Self-loving, Courageous Future Adults…

May we be them, may we raise them, may we teach them!

It has just registered with me today that a phrase that I heard consistently throughout childhood was, “she loves herself sick!”, and it wasn’t a celebration, it was a put-down. This wasn’t aimed at me, but more of a warning about how not to behave. And I’m sure I am not alone in this. “He thinks pretty highly of himself”, “she thinks she’s all that”. We come from a society where it is seen as a personality flaw to have confidence and pride in yourself, for any reason. I’m guilty of it myself! I’ve had thoughts about a student who has shown him or herself to be a little cocky, thinking that they need to be brought down a peg. Well, I guess I have been a product of my environment.

I note that in all of the professional learning and teacher training I have done in student wellbeing, trauma, disabilities, and so on, not once has there been a focus on developing self-love in a child; and yet how many of us now find ourselves as adults in this situation where we are trying to break our habits of negative self-talk? The Growth Mindset approach comes close, but it doesn’t really explicitly address this idea. I imagine how different my life might have been if my self-confidence had been nurtured by those adults in my life, and it makes me realise that we have the potential to change the self image of our future adults by modeling and encouraging a strong sense of self-worth and self-compassion for our children in the classroom and in our homes.

Of course, no-one ever purposely undermined my sense of self. Those who made comments like those listed above just wanted me to be humble; to ensure that I didn’t put myself above others. It’s a balancing act, that’s for sure! Children are filled with so many mixed messages, it’s like the Coronavirus in education messages from our Government, but for all of childhood! See, I was a pretty child, and as I grew up, I had what most people around me saw as the “ideal” body. I was told constantly that I was “beautiful” and “hot”. I had one major female role model in my life who would introduce me by me dress size throughout my late teens and early 20s! “This is my Grandaughter, Chelle. She wears a size 6! That’s a size 2 in the United States!” The same Grandmother would consistently make comments about other people’s weight, bad dress sense, and lack of attention to their appearance. I was warned not to start eating cream buns from the high school canteen, because I would undoubtedly start putting on weight. I needed to “take care of myself”!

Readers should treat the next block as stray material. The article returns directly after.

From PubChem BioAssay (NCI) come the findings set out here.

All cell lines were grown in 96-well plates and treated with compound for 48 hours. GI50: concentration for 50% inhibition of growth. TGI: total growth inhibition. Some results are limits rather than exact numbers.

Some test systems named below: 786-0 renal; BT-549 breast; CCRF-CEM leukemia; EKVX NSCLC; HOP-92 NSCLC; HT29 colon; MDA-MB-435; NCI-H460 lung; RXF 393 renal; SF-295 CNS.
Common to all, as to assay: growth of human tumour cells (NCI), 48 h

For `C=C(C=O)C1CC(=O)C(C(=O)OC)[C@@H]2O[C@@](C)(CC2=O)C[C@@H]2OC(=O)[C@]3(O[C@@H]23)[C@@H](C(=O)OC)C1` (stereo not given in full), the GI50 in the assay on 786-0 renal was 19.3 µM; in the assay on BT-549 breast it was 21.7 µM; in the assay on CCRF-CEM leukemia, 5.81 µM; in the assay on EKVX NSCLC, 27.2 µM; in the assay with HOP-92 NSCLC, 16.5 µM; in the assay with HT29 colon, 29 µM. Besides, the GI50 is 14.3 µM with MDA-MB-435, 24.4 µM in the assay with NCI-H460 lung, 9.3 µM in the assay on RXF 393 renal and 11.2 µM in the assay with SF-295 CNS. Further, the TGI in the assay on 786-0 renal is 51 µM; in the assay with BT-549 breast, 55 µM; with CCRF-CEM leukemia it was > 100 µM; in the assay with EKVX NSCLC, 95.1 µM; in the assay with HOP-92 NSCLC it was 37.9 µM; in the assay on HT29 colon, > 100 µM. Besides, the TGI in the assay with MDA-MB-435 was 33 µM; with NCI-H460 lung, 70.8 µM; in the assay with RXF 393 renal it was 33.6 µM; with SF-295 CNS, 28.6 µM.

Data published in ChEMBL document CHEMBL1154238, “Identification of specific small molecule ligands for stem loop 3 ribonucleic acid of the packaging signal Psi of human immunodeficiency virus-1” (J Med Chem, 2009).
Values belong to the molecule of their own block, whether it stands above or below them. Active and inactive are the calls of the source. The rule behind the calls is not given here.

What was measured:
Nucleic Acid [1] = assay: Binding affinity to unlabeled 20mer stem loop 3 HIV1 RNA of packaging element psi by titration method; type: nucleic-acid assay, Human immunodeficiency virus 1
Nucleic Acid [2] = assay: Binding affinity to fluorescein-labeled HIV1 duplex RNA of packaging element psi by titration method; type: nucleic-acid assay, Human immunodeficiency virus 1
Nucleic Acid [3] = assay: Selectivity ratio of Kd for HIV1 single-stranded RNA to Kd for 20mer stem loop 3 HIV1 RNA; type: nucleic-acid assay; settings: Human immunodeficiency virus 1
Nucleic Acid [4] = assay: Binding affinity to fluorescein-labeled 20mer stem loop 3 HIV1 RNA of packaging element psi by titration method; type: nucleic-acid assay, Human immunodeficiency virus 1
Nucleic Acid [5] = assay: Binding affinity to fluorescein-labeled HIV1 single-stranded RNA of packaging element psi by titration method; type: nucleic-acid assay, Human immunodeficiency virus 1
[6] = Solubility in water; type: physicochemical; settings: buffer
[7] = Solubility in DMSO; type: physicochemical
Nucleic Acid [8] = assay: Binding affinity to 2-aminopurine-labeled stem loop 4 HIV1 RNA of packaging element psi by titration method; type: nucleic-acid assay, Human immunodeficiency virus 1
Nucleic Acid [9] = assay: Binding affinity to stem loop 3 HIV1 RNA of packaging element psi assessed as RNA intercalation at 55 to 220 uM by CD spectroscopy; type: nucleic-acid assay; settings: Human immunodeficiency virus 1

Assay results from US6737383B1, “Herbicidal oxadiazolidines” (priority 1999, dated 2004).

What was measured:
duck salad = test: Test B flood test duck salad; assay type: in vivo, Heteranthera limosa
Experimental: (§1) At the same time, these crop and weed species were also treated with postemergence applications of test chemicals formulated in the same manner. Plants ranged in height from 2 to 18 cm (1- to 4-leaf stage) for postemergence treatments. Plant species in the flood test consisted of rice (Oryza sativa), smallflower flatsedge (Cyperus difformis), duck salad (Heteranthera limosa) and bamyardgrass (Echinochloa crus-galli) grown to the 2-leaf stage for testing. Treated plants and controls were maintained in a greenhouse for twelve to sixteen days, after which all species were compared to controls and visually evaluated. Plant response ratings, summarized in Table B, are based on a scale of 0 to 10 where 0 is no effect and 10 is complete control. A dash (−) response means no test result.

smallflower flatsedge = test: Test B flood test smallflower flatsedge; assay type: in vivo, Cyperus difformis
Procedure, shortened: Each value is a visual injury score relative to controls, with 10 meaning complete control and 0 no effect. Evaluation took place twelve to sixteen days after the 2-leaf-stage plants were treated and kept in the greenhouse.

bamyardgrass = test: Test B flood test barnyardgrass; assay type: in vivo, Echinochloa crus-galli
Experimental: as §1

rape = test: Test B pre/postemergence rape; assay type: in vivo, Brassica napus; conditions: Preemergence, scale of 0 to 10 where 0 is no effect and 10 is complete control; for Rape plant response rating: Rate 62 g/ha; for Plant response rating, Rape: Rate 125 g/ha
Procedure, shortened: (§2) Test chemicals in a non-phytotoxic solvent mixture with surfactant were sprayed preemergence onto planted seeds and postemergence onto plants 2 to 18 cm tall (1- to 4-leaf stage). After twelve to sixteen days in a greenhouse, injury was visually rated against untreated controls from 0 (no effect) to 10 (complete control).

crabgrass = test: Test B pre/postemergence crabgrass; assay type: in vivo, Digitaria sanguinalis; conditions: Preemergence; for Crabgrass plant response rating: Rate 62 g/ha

So, as far as I knew, my self-worth was connected solely to the way I looked. I mean, I know that I was loved for more than that now; and the people who said these things thought that they were building me up. But when this fixation on physical appearance is coupled with “she loves herself sick”, and statements by the same female role model to herself in the mirror along the lines of “you’re so disgusting, you make me sick”, what is a young girl to think? Of course, I developed eating disorders, and a terrible relationship with myself. I also grew older, and, with age, looks fade away, and when your self-worth has been based upon beauty, you have to scramble to find another way to hold your head high. Of course it can be done. It would just be easier if we could skip that step!

I will make the point here that I don’t believe that this is just a “girl thing”. Of course, my personal experience was very much related to the female perspective, but I have seen first hand how low self-esteem can impact a young boy’s experiences of everything at school, and then there is a whole other issue for children who do not identify with the gender that they have been issued. Whatever the case , building an appreciation for kindness, empathy, courage, and the other things that make the world better but that can’t be seen from the outside, will go a long way to building up all children.

These little people in our care need to know how worthy they are right from the beginning, and this is a difficult task for those who come from homes where self-love is frowned upon. We need to find a compromise for these conflicting world views, and build students up, whilst teaching them to also be kind and compassionate towards others. The messages should not be mixed, but balanced.